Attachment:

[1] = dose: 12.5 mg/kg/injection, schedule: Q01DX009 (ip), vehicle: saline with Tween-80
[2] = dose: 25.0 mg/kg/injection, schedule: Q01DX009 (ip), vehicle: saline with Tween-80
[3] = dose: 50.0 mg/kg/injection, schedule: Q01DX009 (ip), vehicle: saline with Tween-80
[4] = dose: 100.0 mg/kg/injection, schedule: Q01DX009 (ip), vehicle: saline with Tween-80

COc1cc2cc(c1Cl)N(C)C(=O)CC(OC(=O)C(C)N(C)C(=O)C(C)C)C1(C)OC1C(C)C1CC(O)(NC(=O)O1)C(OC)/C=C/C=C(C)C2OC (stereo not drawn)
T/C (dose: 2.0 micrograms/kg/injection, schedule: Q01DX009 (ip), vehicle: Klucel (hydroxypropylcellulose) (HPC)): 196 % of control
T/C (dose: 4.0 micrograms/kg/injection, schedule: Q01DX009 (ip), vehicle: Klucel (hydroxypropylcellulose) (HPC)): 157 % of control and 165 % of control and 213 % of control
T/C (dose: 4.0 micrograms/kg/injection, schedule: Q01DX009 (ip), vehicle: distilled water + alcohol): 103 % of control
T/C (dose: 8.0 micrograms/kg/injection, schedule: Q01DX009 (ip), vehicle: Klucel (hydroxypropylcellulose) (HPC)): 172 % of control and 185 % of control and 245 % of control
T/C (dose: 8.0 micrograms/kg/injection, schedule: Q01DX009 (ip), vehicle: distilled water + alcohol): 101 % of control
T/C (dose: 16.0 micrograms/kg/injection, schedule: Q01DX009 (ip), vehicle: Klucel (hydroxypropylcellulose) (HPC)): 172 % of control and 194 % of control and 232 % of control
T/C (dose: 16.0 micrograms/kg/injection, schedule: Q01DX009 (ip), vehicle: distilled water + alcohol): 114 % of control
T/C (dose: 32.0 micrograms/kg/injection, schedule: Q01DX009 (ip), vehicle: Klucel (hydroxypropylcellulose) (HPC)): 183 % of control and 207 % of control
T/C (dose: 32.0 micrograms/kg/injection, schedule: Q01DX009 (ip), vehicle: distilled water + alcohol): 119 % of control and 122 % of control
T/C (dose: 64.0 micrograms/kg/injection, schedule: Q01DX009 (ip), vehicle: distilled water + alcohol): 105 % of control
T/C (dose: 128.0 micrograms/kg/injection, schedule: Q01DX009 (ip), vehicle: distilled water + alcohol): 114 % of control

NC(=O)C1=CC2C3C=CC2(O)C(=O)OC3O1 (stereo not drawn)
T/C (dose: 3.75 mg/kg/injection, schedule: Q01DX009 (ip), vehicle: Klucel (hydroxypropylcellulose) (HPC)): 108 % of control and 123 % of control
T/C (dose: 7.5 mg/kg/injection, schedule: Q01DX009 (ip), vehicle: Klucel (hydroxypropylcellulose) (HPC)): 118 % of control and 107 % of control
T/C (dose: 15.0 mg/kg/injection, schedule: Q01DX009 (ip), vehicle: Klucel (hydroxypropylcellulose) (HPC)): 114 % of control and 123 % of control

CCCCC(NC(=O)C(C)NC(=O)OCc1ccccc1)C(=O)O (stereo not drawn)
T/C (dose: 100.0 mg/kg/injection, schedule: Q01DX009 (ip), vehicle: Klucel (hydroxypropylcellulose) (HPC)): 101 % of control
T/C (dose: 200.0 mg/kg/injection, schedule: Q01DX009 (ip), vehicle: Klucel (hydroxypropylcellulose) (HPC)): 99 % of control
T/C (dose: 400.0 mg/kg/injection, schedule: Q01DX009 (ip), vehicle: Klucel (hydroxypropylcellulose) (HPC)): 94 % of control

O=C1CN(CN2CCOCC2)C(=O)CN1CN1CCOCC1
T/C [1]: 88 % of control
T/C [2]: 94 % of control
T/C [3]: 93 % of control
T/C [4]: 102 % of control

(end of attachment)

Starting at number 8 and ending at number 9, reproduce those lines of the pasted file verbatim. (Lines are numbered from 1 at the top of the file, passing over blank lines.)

T/C (dose: 4.0 micrograms/kg/injection, schedule: Q01DX009 (ip), vehicle: distilled water + alcohol): 103 % of control
T/C (dose: 8.0 micrograms/kg/injection, schedule: Q01DX009 (ip), vehicle: Klucel (hydroxypropylcellulose) (HPC)): 172 % of control and 185 % of control and 245 % of control